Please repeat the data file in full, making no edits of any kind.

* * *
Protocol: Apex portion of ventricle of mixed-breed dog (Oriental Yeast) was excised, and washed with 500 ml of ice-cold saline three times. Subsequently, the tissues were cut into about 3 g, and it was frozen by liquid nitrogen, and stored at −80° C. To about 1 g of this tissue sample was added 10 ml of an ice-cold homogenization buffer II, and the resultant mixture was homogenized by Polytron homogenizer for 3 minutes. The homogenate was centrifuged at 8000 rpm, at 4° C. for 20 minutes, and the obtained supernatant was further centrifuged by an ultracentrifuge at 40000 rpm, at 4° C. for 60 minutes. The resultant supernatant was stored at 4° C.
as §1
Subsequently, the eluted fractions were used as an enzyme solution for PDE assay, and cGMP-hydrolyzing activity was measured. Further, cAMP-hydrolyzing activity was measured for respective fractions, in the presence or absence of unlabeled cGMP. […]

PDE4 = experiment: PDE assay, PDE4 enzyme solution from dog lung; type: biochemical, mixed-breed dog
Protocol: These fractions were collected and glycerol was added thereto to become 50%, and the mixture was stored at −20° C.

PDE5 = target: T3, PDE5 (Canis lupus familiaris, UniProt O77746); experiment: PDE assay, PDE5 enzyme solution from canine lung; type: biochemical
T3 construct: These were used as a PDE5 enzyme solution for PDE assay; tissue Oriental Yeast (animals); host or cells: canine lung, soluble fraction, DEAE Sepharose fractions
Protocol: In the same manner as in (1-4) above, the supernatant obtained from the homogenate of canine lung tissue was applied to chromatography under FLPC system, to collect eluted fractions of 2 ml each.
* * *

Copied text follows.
Protocol: Apex portion of ventricle of mixed-breed dog (Oriental Yeast) was excised, and washed with 500 ml of ice-cold saline three times. Subsequently, the tissues were cut into about 3 g, and it was frozen by liquid nitrogen, and stored at −80° C. To about 1 g of this tissue sample was added 10 ml of an ice-cold homogenization buffer II, and the resultant mixture was homogenized by Polytron homogenizer for 3 minutes. The homogenate was centrifuged at 8000 rpm, at 4° C. for 20 minutes, and the obtained supernatant was further centrifuged by an ultracentrifuge at 40000 rpm, at 4° C. for 60 minutes. The resultant supernatant was stored at 4° C.
as §1
Subsequently, the eluted fractions were used as an enzyme solution for PDE assay, and cGMP-hydrolyzing activity was measured. Further, cAMP-hydrolyzing activity was measured for respective fractions, in the presence or absence of unlabeled cGMP. […]

PDE4 = experiment: PDE assay, PDE4 enzyme solution from dog lung; type: biochemical, mixed-breed dog
Protocol: These fractions were collected and glycerol was added thereto to become 50%, and the mixture was stored at −20° C.

PDE5 = target: T3, PDE5 (Canis lupus familiaris, UniProt O77746); experiment: PDE assay, PDE5 enzyme solution from canine lung; type: biochemical
T3 construct: These were used as a PDE5 enzyme solution for PDE assay; tissue Oriental Yeast (animals); host or cells: canine lung, soluble fraction, DEAE Sepharose fractions
Protocol: In the same manner as in (1-4) above, the supernatant obtained from the homogenate of canine lung tissue was applied to chromatography under FLPC system, to collect eluted fractions of 2 ml each.